Breast augmentation surgery can be very exciting. Our patients tend to report feeling extremely satisfied with their decision to enhance the size and shape of their breasts. At the same time, there is a bit of a lag between surgery day and the final outcome of breast augmentation. You may have heard the term “settle” used to describe part of the recovery from this procedure. Here, we discuss it in more detail.
How Breast Implants Settle
When patients first see their breasts after their augmentation procedure, they notice that their new look is not only larger but also that their breasts are quite high on the chest. The upper pole, or upper region, of the breast looks fuller than it should. High-sitting breasts are particularly common for women who have had submuscular implant placement. This appearance occurs because the breasts have not yet settled. Implants are sitting behind muscles that are tight and that are pressing them upwards, creating a rounder look.
As part of the healing process, the muscles adjust to the presence of the implants. Gradually, the muscles loosen and, as this happens, the pressure on the implants lessens. The implants can then drop into a more natural position. This may be referred to as “dropping and fluffing” as well as settling. This term, dropping and fluffing, describes the descent of implants into a natural pocket and the “fluff,” or spread of volume out across the lower breast. Ultimately, settling results in the feminine curvature the patient envisioned before surgery.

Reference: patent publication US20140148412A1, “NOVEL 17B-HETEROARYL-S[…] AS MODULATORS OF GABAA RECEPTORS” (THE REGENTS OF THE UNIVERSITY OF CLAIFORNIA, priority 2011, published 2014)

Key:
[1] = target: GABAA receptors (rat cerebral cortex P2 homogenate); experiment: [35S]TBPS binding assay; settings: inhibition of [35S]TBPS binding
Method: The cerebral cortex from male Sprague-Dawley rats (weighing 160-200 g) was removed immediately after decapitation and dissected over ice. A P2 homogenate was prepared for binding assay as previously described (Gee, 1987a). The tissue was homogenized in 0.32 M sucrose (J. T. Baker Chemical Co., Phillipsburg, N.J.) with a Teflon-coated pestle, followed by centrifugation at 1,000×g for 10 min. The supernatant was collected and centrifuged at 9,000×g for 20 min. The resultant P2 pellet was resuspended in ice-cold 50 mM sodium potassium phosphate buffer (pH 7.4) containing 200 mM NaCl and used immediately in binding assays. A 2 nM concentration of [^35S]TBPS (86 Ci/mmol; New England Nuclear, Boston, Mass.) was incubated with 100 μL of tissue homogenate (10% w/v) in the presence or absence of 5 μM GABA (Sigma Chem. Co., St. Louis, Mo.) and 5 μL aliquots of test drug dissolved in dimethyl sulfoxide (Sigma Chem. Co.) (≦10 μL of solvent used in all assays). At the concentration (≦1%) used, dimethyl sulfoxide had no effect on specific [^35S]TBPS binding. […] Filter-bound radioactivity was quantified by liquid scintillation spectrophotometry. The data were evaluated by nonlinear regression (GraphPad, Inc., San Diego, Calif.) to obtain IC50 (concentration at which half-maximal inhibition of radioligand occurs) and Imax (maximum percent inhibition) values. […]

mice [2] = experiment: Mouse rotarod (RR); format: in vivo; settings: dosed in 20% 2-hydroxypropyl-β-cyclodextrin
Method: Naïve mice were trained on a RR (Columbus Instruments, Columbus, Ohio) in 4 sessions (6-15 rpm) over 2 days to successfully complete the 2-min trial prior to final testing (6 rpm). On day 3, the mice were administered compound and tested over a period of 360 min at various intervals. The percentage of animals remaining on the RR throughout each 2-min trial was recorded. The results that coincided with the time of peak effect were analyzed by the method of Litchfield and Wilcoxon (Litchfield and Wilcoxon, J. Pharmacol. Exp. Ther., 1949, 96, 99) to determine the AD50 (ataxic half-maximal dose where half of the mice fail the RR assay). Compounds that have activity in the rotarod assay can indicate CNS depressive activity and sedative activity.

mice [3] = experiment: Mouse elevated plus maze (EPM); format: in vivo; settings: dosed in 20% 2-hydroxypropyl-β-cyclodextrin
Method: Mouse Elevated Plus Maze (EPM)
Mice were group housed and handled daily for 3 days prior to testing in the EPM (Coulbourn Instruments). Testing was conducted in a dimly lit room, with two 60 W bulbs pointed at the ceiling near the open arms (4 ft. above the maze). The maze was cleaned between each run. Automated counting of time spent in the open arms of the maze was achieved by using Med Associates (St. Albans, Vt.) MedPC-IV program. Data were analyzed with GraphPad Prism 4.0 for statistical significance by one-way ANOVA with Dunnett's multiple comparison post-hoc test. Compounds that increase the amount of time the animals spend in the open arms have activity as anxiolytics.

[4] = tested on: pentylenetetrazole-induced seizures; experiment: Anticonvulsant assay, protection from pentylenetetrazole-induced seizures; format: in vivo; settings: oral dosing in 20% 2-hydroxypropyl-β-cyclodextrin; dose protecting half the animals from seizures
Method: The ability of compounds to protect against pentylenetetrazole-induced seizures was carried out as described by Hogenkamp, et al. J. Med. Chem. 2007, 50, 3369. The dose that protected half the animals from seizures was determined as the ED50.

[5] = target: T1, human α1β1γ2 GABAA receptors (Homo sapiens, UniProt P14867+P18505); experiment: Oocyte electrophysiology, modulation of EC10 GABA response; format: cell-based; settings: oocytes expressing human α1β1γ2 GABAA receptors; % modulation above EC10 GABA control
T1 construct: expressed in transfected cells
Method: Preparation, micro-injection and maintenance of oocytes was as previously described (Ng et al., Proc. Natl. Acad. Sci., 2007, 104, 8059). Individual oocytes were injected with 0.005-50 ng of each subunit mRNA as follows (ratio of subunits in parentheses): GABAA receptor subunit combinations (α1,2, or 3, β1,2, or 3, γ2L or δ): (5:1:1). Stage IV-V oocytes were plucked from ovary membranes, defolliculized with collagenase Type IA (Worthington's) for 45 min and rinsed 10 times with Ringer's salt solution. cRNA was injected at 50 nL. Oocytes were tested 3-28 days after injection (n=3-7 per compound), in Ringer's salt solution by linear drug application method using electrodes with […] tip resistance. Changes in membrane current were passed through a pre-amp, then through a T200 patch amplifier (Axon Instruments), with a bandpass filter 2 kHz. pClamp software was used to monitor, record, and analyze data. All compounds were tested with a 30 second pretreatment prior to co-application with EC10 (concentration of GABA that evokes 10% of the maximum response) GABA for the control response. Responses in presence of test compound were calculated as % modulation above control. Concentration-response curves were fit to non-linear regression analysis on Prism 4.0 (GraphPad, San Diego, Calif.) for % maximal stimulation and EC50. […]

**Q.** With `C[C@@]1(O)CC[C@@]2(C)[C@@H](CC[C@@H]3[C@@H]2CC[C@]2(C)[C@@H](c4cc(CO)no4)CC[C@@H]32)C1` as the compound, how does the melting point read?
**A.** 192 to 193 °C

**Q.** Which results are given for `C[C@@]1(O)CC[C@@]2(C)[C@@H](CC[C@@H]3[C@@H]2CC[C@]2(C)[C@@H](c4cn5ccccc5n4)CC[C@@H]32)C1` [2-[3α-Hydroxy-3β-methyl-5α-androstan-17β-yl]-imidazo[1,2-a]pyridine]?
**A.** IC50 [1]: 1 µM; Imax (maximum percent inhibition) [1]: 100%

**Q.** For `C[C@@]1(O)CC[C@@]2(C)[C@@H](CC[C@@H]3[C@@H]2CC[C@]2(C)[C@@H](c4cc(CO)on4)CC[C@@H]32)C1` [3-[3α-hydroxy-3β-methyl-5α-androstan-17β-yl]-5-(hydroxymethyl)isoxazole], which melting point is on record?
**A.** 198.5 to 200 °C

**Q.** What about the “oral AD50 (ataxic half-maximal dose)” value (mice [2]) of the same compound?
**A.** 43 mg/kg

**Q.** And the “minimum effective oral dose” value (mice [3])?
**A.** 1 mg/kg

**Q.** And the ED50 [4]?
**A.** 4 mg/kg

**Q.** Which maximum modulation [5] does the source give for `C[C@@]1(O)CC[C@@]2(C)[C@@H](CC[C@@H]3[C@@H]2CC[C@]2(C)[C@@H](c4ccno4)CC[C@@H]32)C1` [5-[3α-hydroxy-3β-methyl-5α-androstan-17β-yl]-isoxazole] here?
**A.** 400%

How and When Does Settling Occur?
Settling may occur at different rates for various patients. One of the primary factors that influences the rate of settling is the placement of the breast implants. Implants with submuscular placement typically take longer to settle than those placed sub-glandularly, or in front of the pectoral muscles. Implant type can also contribute to this aspect of recovery. A common but relatively unexpected part of the settling process is that one breast often drops and fluffs faster than the other. The asymmetry is only temporary and, in time, the patient will have the final outcome they had anticipated all along.